The Porsche bumper sticker always makes me smile when I see it on my friend Dan’s 30-year-old, clapped out Bedford mini-van. Mind you it overnights between two proper Porsches on his driveway.
Oddly he’s one of the most self-effacing individuals I know having worked hard to build his prospering property business. This involved him taking measured and calculated risks while supporting his family along the way. And as with so many clients it’s his passion for the work that’s the real driving force behind his success.
However, the reason that I smile at his bumper sticker is not the irony of the wording but his rationale for owning the van in the first place.
I see it as managing the right outcome. Dan has two large dogs that need plenty of walking in the distant countryside. His hobby is music which means he also drives around a load of kit and so he needs a vehicle that can manage it all without giving him cause to worry.
Outcomes define investment strategy
At TACIT we like to think that having an outcome focus like this is crucial when designing an investment strategy for a client. First of all we try to make it simple, like Dan’s van, and then we focus on an outcome that also shouldn’t cause sleepless nights.
But what about the Porsche? Well we believe that Dan’s van is the stabiliser. It just steadily gets on with things and fulfils all of his needs. While the Porsche helps him enjoy the growth of his business offering a reminder of his achievements. The bottom line is both vehicles allow Dan to realise the right outcomes. It’s a simple method and a straightforward approach.
Over time simplicity seems to have disappeared from the makeup of effective investment outcomes for client’s portfolios. Here, we’re keen to ensure that we revisit the basic principles of looking to outcomes in an unambiguous and clear manner for our clients and their advisers.
Stabiliser / Risk Approach. 3 Year to 31/10/2018
Often this may be seen as superficial as we’ve distilled core factors for their consistent outcomes into strategies that best match a client’s needs. The technical bit is Tacit’s proprietary investment management process. This considers “factor” mean reversion over investment and economic cycles and brings together the elements of the asset allocation road map highlighted above. You could take this as the stabilisers and core areas of building a growth portfolio.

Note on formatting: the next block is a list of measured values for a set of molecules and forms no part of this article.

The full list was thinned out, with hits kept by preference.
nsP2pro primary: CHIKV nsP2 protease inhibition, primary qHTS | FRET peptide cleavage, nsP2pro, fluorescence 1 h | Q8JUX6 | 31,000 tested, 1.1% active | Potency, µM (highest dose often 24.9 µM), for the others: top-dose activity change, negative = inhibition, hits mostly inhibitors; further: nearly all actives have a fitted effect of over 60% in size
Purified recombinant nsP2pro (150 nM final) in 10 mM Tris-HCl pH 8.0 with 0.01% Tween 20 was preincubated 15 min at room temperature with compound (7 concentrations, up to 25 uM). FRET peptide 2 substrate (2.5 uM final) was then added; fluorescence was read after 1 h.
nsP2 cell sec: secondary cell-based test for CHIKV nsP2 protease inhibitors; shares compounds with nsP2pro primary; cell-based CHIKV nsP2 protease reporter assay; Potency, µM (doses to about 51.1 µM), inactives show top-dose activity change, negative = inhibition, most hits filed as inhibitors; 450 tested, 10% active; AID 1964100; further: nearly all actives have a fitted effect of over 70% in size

Conviction, focus and a degree of contrarian thinking
Whilst navigating towards a client’s outcome as opposed to just focussing on relative performance, we find that this provides strong relative and risk-adjusted results over the long term.
However, it’s important to balance outcomes with delivering the right service levels because every client is unique. Complementing their needs is also essential as we shape or provide bespoke inputs.
Some common elements here might be:
» Effective management of appropriate investments across respective tax wrappers
» Management at relationship levels rather than individual portfolios
» Capital Gains optimisation and management across relationships, whilst remaining within the confines of suitability
» Cherished holdings management
» Investment style preferences
» Intergenerational coaching and wealth transition
Why are outcomes important?
Family wealth is increasingly the momentum of importance and over the last several years has become hugely more portable both from a tax efficient and also ease of transition perspective. Outcomes are no longer relative but defined by client’s family needs, this is extremely important for advisers as it builds longer term intergenerational relationships and also longevity of the multi-generational advice model.
It also may require support from investment management professionals in shaping and helping both with communication, coaching and management.
To paraphrase Warren Buffett’s understanding of complement: “It’s easier to look back than look into the future”
Here at Tacit we believe having a focus on an outcome is a must and our man Dan with his van, and we forgot to mention his three daughters, is the textbook example.